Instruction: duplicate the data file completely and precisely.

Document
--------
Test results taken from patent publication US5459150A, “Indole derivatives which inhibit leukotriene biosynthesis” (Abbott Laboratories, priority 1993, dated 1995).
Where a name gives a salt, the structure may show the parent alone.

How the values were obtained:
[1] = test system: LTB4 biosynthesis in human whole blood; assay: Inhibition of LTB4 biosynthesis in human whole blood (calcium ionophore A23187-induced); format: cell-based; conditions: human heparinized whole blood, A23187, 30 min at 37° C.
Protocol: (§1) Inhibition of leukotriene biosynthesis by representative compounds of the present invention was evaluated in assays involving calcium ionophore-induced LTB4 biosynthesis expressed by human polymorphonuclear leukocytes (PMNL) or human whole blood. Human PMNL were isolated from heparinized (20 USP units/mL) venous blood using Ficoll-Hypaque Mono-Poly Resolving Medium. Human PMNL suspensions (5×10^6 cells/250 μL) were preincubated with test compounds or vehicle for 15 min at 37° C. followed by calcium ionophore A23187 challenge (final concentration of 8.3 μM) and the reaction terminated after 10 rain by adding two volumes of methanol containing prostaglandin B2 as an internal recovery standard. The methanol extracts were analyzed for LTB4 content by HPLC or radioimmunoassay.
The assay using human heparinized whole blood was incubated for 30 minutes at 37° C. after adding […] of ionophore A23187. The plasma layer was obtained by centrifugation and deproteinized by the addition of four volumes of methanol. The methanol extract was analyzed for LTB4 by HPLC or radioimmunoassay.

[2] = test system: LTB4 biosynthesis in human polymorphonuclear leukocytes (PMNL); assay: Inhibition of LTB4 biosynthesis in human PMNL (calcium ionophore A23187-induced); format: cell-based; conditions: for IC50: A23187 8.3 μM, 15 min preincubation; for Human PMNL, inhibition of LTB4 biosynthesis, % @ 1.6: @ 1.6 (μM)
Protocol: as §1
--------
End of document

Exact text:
Test results taken from patent publication US5459150A, “Indole derivatives which inhibit leukotriene biosynthesis” (Abbott Laboratories, priority 1993, dated 1995).
Where a name gives a salt, the structure may show the parent alone.

How the values were obtained:
[1] = test system: LTB4 biosynthesis in human whole blood; assay: Inhibition of LTB4 biosynthesis in human whole blood (calcium ionophore A23187-induced); format: cell-based; conditions: human heparinized whole blood, A23187, 30 min at 37° C.
Protocol: (§1) Inhibition of leukotriene biosynthesis by representative compounds of the present invention was evaluated in assays involving calcium ionophore-induced LTB4 biosynthesis expressed by human polymorphonuclear leukocytes (PMNL) or human whole blood. Human PMNL were isolated from heparinized (20 USP units/mL) venous blood using Ficoll-Hypaque Mono-Poly Resolving Medium. Human PMNL suspensions (5×10^6 cells/250 μL) were preincubated with test compounds or vehicle for 15 min at 37° C. followed by calcium ionophore A23187 challenge (final concentration of 8.3 μM) and the reaction terminated after 10 rain by adding two volumes of methanol containing prostaglandin B2 as an internal recovery standard. The methanol extracts were analyzed for LTB4 content by HPLC or radioimmunoassay.
The assay using human heparinized whole blood was incubated for 30 minutes at 37° C. after adding […] of ionophore A23187. The plasma layer was obtained by centrifugation and deproteinized by the addition of four volumes of methanol. The methanol extract was analyzed for LTB4 by HPLC or radioimmunoassay.

[2] = test system: LTB4 biosynthesis in human polymorphonuclear leukocytes (PMNL); assay: Inhibition of LTB4 biosynthesis in human PMNL (calcium ionophore A23187-induced); format: cell-based; conditions: for IC50: A23187 8.3 μM, 15 min preincubation; for Human PMNL, inhibition of LTB4 biosynthesis, % @ 1.6: @ 1.6 (μM)
Protocol: as §1